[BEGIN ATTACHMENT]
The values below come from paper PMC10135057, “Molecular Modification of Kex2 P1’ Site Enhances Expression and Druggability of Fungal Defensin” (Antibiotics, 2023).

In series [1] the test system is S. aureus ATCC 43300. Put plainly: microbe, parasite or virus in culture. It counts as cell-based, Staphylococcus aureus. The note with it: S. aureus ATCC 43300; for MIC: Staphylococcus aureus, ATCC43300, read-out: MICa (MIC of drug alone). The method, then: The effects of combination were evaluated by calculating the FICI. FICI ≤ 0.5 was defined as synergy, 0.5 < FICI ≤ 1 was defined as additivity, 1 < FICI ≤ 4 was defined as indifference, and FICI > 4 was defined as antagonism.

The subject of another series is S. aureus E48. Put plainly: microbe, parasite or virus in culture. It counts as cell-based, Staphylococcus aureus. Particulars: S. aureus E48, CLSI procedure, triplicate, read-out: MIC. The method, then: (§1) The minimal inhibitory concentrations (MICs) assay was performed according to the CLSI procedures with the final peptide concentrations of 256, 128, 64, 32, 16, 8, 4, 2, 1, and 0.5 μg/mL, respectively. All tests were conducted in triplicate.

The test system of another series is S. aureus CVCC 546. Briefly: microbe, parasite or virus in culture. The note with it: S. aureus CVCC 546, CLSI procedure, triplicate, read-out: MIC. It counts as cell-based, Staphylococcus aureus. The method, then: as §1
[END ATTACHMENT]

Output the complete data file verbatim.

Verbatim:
The values below come from paper PMC10135057, “Molecular Modification of Kex2 P1’ Site Enhances Expression and Druggability of Fungal Defensin” (Antibiotics, 2023).

In series [1] the test system is S. aureus ATCC 43300. Put plainly: microbe, parasite or virus in culture. It counts as cell-based, Staphylococcus aureus. The note with it: S. aureus ATCC 43300; for MIC: Staphylococcus aureus, ATCC43300, read-out: MICa (MIC of drug alone). The method, then: The effects of combination were evaluated by calculating the FICI. FICI ≤ 0.5 was defined as synergy, 0.5 < FICI ≤ 1 was defined as additivity, 1 < FICI ≤ 4 was defined as indifference, and FICI > 4 was defined as antagonism.

The subject of another series is S. aureus E48. Put plainly: microbe, parasite or virus in culture. It counts as cell-based, Staphylococcus aureus. Particulars: S. aureus E48, CLSI procedure, triplicate, read-out: MIC. The method, then: (§1) The minimal inhibitory concentrations (MICs) assay was performed according to the CLSI procedures with the final peptide concentrations of 256, 128, 64, 32, 16, 8, 4, 2, 1, and 0.5 μg/mL, respectively. All tests were conducted in triplicate.

The test system of another series is S. aureus CVCC 546. Briefly: microbe, parasite or virus in culture. The note with it: S. aureus CVCC 546, CLSI procedure, triplicate, read-out: MIC. It counts as cell-based, Staphylococcus aureus. The method, then: as §1